-For the dough, use a food processor if you have one!  Speeds things up a lot.  A hand pastry blender or hand mixer will also work.

-The dough can get soft/sticky.  Once you’ve done the final roll-out and cut it with a pizza cutter – stick it back in the fridge for a couple minutes before adding your filling and brushing on the egg wash edging.  It will make it easier to seal your seams so that they look nice.

-If you are making the raspberry filling from the recipe and use cornstarch rather than ClearJel: keeping adding water, slowly, until the cornstarch dissolves – you might curse when it stirs like cement at first, and then, all of a sudden, when you add just the right amount of water it immediately dissolves!

-Whatever filling you choose:  make sure it is cold (or at least firm) – if it’s soft or runny, it is hard to cleanly seal the dough edges.

-You can freeze these!  Fill and seal them, then straight to the freezer instead of baking.  Just pop them in the oven from frozen and allow a few extra minutes of bake time.

Raspberry Turnover Recipe

Raspberry Turnover Recipe

-I brushed the tops with an egg wash and then sprinkled ‘Sugar in the Raw’ (a coarse sugar you can buy at your local grocery store – very inexpensive).

-I chose to squiggle some chocolate ganache on top of each after baking.  Ganache is very simple to make:  use heavy cream or a soy creamer and a chocolate of your choice.  In a microwave-safe bowl, heat your cream until the edges bubble (you want to ‘scald’ it, in other words, you’ll see a thin layer of’ skin on the surface).  Immediately place a nearly equal amount of chocolate into the hot cream (i.e. 6 oz. cream, 6 oz. chocolate), and let it sit a few minutes.  If you are in a hurry, using less cream will help it to thicken more quickly.  Stir until smooth.  Chill in the refrigerator until it’s thickened enough to pipe or spoon on top of your turnovers (don’t over stir it, or it may become too thick – if this happens, just reheat for a short time).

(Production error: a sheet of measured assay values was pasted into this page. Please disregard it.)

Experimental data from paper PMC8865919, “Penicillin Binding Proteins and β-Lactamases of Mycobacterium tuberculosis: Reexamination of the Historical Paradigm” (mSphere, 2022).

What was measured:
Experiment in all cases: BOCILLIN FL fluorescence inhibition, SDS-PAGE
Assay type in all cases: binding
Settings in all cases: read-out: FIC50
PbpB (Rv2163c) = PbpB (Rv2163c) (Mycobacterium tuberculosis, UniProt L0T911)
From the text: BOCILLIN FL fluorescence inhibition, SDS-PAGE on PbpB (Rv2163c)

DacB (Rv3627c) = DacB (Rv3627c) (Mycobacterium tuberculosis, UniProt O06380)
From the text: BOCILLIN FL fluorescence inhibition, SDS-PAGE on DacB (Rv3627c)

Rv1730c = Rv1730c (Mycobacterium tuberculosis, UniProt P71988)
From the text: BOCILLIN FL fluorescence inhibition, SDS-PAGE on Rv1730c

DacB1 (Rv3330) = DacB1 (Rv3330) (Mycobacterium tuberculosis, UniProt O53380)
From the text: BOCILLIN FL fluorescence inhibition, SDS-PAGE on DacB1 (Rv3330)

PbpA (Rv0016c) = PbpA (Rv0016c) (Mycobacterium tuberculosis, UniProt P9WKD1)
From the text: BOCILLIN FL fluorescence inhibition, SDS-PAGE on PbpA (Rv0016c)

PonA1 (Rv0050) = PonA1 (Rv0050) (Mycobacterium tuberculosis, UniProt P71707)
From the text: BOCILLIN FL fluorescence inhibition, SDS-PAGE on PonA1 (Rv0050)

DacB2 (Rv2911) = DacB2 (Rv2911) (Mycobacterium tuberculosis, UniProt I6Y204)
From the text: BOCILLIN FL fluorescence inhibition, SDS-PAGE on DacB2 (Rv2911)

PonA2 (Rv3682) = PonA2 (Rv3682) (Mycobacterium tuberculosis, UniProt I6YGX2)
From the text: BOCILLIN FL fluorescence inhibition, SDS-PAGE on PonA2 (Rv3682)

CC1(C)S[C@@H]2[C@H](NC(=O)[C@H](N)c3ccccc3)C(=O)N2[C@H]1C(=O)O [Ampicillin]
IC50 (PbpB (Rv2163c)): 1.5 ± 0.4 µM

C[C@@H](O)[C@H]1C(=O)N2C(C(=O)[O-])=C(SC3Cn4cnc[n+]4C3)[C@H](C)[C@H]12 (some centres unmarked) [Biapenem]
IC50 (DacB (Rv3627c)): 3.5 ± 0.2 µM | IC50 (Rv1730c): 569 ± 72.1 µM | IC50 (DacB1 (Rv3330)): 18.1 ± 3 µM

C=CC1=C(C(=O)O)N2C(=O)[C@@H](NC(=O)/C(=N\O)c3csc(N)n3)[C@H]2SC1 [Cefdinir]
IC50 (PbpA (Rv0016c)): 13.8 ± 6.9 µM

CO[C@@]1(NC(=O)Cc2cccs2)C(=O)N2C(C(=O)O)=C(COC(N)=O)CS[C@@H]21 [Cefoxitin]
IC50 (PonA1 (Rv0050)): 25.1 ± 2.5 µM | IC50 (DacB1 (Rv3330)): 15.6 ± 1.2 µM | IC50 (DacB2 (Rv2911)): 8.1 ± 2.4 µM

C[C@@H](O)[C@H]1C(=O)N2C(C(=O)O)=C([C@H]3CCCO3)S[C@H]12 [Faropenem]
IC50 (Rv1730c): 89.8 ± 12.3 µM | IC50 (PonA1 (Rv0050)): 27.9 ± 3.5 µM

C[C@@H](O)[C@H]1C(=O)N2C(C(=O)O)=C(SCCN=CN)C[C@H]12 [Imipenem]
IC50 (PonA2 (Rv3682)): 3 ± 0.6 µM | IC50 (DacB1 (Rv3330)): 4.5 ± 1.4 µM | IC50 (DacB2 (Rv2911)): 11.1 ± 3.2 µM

Easy Raspberry Turnover Recipe - this dough is magic!

Happy Eating!

Yesterday began in an unusual way.  I got a phone call from my mom, who (the night before) put my freshly-baked zucchini bread in a tupperware container…. in the oven (for safekeeping apparently).  She would kill me if she knew I was telling this story.  Sorry, mom!  The next morning (yesterday), she went to preheat the oven and OOPS.  Her phone call began with ‘there’s been a big catastrophe’.  I’m thinking injury, fire, death… thank goodness it was just an oven full of melted plastic and a stinky house.